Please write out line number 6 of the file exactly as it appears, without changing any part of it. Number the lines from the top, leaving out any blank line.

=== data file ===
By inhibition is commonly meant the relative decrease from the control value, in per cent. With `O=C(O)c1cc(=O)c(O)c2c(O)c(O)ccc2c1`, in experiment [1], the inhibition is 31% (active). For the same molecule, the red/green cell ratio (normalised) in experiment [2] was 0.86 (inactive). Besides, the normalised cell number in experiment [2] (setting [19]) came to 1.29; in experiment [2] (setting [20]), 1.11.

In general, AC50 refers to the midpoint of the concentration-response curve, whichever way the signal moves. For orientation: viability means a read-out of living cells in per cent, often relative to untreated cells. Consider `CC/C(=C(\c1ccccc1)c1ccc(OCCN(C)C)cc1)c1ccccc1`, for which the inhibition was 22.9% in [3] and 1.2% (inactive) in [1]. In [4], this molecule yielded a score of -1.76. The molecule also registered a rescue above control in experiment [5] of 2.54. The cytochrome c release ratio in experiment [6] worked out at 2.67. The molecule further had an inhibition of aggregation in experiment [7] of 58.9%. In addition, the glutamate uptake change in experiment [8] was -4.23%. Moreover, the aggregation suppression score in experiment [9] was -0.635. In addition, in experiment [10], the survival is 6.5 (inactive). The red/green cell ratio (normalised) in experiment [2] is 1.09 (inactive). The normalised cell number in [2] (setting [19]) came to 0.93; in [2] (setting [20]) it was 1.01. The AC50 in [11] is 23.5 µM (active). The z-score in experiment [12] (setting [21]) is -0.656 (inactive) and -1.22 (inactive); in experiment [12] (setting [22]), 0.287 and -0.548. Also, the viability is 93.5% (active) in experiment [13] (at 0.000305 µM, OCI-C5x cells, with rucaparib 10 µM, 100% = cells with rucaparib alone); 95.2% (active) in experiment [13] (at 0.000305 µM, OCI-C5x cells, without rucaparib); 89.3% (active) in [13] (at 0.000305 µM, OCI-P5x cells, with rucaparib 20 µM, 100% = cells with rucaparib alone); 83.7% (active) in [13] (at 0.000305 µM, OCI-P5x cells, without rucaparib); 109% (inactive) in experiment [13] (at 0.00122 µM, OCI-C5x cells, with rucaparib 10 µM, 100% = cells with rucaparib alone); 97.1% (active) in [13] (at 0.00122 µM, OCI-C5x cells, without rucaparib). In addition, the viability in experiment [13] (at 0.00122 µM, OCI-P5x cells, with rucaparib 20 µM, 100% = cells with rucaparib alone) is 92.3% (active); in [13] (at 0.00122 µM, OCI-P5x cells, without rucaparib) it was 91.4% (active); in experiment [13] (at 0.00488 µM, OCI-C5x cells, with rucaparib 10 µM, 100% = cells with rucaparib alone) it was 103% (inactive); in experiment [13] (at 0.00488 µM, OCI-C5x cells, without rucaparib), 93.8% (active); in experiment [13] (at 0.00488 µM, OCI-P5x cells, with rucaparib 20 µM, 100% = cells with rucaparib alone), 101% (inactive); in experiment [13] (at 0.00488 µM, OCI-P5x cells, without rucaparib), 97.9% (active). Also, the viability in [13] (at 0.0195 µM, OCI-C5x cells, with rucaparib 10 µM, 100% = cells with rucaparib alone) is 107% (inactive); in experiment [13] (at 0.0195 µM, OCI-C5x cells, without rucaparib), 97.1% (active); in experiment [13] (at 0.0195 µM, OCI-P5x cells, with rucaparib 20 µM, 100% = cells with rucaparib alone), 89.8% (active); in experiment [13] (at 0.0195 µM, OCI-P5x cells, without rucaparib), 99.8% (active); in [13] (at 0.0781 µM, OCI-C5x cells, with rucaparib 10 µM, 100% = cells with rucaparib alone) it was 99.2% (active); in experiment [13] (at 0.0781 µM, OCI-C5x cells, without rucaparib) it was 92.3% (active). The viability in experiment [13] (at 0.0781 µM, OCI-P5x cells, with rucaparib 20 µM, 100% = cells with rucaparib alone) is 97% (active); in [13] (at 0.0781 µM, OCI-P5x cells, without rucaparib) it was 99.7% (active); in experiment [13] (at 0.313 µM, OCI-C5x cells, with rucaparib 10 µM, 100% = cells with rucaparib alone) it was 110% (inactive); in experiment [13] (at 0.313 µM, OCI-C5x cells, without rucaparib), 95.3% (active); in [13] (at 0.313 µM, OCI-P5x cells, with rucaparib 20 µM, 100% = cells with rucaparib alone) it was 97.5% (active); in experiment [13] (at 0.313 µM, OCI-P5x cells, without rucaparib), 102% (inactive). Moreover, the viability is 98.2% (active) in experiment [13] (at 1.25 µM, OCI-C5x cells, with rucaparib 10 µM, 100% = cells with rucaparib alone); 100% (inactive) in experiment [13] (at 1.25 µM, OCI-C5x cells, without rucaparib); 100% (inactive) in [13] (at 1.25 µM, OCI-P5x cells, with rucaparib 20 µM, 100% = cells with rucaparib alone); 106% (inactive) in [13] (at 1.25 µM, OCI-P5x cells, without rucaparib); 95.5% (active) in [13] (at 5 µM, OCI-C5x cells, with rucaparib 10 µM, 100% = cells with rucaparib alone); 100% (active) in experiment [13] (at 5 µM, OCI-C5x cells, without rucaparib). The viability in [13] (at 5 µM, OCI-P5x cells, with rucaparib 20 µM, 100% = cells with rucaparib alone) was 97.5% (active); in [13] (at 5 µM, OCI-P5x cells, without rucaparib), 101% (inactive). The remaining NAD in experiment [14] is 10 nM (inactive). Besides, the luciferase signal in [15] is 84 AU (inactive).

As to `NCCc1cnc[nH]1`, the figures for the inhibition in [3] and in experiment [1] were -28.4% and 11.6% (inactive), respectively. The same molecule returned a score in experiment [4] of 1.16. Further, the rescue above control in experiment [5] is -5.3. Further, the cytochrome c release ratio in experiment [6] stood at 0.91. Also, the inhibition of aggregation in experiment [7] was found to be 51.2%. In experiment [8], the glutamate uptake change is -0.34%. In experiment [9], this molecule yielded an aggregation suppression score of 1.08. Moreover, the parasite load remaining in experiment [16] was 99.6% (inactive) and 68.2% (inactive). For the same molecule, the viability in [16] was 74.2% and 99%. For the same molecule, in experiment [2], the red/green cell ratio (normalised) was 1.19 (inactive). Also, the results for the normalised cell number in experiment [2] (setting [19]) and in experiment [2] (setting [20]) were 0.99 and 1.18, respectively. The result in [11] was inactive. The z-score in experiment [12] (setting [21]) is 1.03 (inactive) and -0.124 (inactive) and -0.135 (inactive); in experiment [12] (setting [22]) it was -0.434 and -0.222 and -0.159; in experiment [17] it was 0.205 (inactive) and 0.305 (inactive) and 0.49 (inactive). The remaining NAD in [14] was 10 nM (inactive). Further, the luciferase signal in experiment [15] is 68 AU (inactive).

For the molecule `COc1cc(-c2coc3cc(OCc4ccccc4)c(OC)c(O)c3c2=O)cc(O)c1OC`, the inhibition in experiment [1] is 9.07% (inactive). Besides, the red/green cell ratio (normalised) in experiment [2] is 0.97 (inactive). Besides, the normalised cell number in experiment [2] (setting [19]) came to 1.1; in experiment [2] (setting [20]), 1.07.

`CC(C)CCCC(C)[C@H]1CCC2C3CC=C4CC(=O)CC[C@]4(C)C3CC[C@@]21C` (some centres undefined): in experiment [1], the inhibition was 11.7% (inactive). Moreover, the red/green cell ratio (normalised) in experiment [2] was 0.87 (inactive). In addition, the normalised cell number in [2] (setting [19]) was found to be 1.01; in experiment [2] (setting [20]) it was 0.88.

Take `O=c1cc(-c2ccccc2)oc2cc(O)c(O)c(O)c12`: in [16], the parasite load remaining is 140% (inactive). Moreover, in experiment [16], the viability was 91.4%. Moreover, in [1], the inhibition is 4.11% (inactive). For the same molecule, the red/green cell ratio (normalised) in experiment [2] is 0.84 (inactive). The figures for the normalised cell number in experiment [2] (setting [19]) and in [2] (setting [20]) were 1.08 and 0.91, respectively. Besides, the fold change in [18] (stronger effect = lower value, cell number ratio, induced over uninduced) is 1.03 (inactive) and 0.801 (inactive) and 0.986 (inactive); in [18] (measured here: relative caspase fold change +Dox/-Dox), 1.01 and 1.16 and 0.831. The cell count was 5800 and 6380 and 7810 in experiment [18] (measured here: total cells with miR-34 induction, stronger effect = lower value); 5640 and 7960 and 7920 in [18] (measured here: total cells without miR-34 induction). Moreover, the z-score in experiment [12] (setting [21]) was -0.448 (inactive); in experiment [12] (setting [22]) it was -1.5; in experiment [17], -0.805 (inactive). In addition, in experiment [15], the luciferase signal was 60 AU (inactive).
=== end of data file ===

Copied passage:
Take `O=c1cc(-c2ccccc2)oc2cc(O)c(O)c(O)c12`: in [16], the parasite load remaining is 140% (inactive). Moreover, in experiment [16], the viability was 91.4%. Moreover, in [1], the inhibition is 4.11% (inactive). For the same molecule, the red/green cell ratio (normalised) in experiment [2] is 0.84 (inactive). The figures for the normalised cell number in experiment [2] (setting [19]) and in [2] (setting [20]) were 1.08 and 0.91, respectively. Besides, the fold change in [18] (stronger effect = lower value, cell number ratio, induced over uninduced) is 1.03 (inactive) and 0.801 (inactive) and 0.986 (inactive); in [18] (measured here: relative caspase fold change +Dox/-Dox), 1.01 and 1.16 and 0.831. The cell count was 5800 and 6380 and 7810 in experiment [18] (measured here: total cells with miR-34 induction, stronger effect = lower value); 5640 and 7960 and 7920 in [18] (measured here: total cells without miR-34 induction). Moreover, the z-score in experiment [12] (setting [21]) was -0.448 (inactive); in experiment [12] (setting [22]) it was -1.5; in experiment [17], -0.805 (inactive). In addition, in experiment [15], the luciferase signal was 60 AU (inactive).